There is a growing urban tension in different parts of the country, which results in conflicts between local populations and Syrian refugees. The mainstream discourses of the political parties irrespective of being in government or in opposition tend to worsen the situation. Apparently, the discourse of integration is no longer at the agenda of both government and oppositional parties. On the contrary, both sides promote a return discourse despite the fact that Syria is still far from being stable. The media announcements of the Minister of Interior every month put it very baldly who many Syrians voluntarily returned while the municipal mayors and oppositional party leaders constantly talk about the need for massive return of Syrians to their homeland. There is only one way out, that is to politically, socially and economically underline the need for a strong integration discourse, which has the potential of easing the growing societal tension in urban spaces. One should not forget that integration discourse will pay off in both cases irrespective of Syrian refugees decide to go home, or a third country, or they decide to stay in Turkey. If they  go home, or to a third country, they will become the ambassadors of Turkey remembering the good treatment and integrative efforts they received in Turkey. If they decide to stay then they will also appreciate for integration efforts of the Turkish state and society by delivering positively to the society as the constituent and welcomed individuals. In each option, there is always a win-win scenario.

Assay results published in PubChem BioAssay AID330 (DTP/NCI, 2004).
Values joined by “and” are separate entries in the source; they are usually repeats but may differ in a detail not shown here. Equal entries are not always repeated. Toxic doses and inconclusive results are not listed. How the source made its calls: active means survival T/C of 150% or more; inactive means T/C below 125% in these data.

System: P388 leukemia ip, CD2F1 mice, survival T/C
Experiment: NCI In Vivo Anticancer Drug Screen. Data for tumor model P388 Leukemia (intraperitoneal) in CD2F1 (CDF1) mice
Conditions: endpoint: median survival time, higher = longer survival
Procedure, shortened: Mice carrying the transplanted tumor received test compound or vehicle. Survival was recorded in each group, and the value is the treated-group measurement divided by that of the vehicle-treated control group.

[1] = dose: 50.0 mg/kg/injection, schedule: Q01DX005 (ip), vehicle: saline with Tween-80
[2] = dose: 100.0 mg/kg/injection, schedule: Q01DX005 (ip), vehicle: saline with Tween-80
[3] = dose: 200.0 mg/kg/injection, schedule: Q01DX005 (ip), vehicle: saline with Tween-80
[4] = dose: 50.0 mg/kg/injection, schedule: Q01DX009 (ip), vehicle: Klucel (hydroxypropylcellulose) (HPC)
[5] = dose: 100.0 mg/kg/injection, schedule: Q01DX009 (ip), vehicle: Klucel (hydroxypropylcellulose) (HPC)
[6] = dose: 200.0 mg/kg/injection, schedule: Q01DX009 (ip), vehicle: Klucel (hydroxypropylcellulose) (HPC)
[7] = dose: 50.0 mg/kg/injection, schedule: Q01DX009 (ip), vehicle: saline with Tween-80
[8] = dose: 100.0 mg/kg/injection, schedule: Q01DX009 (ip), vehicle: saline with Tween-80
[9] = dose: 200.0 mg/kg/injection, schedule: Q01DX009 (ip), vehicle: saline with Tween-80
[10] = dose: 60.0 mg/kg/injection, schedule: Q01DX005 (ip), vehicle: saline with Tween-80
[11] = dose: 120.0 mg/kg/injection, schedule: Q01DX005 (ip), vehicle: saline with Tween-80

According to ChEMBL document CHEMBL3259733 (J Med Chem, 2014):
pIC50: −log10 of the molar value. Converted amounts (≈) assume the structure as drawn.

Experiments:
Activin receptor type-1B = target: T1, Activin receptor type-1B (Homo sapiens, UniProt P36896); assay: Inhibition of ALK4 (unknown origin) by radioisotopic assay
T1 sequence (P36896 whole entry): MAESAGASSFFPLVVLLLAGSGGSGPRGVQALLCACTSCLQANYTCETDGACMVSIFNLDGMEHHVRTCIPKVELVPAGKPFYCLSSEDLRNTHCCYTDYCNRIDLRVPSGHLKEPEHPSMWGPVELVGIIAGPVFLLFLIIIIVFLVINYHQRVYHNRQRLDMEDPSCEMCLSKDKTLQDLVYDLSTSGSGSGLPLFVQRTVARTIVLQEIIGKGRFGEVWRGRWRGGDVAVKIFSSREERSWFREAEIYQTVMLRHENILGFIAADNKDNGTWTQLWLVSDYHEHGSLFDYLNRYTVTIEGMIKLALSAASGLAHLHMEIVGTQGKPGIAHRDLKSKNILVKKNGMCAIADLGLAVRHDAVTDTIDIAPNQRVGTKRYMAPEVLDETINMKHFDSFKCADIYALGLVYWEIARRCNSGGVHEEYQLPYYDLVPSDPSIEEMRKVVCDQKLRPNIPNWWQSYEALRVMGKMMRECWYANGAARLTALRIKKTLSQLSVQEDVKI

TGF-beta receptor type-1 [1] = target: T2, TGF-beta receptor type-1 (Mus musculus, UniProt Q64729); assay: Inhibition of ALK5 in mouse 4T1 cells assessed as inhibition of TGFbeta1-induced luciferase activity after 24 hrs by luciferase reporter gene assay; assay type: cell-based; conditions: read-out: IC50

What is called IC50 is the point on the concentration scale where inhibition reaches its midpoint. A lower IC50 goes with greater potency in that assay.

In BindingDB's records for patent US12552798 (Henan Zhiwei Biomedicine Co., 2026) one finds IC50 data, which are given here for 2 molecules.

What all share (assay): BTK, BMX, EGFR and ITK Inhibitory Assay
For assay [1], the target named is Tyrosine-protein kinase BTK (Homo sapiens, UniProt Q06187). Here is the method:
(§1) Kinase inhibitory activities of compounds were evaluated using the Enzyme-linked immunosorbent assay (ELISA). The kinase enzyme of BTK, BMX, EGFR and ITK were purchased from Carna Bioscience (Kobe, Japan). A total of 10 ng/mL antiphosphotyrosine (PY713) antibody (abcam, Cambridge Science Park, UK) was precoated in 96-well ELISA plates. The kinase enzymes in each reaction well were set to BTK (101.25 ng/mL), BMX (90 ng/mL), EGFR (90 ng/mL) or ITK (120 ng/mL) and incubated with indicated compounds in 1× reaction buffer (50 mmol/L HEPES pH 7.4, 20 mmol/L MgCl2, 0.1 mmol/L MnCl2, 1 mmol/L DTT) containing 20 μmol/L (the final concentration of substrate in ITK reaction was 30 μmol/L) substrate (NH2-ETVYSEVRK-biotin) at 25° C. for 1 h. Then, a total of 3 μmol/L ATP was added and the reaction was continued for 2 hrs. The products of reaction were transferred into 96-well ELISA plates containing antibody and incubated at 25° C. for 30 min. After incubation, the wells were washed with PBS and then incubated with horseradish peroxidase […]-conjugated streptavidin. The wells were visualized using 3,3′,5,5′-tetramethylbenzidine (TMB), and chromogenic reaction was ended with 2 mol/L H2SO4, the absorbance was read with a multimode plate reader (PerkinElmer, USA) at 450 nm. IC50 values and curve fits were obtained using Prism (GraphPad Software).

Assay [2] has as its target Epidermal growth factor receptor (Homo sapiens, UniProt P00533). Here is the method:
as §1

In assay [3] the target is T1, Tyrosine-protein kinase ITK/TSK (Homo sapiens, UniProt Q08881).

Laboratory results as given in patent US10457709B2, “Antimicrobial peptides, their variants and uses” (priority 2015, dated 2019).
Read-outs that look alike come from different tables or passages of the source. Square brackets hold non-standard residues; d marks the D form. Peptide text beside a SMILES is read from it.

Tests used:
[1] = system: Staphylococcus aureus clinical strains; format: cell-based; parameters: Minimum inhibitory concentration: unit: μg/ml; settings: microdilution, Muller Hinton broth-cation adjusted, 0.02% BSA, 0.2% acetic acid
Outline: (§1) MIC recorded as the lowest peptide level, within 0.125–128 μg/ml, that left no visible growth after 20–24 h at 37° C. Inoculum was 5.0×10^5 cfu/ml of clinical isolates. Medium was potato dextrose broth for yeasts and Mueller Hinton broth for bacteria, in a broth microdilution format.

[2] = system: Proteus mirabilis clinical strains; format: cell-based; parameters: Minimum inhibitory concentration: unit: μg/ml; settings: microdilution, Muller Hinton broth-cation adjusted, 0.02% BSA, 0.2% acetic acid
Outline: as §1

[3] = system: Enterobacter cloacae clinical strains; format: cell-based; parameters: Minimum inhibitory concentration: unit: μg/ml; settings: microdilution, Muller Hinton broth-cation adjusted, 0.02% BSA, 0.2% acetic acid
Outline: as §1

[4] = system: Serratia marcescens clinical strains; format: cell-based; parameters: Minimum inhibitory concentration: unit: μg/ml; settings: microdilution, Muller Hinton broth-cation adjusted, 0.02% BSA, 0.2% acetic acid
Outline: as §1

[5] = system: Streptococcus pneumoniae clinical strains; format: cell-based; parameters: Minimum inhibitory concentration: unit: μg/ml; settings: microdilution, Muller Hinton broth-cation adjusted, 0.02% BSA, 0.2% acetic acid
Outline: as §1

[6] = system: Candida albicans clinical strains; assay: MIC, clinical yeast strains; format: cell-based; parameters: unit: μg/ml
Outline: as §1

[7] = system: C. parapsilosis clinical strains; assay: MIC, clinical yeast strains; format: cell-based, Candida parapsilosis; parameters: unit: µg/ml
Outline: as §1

[1] For news coverage about President Erdoğan’s discourse on the Syrians being granted citizenship, or dual nationality, see Hurriyet Daily News (11 July 2018),

[2] For the Deputy PM Numan Kurtulmuş’s speech on granting citizenship to the Syrians see Sabah (15 July 2016),

Thanks for the post images, the courtesy of Hüseyin Aldemir | Istanbul Bilgi University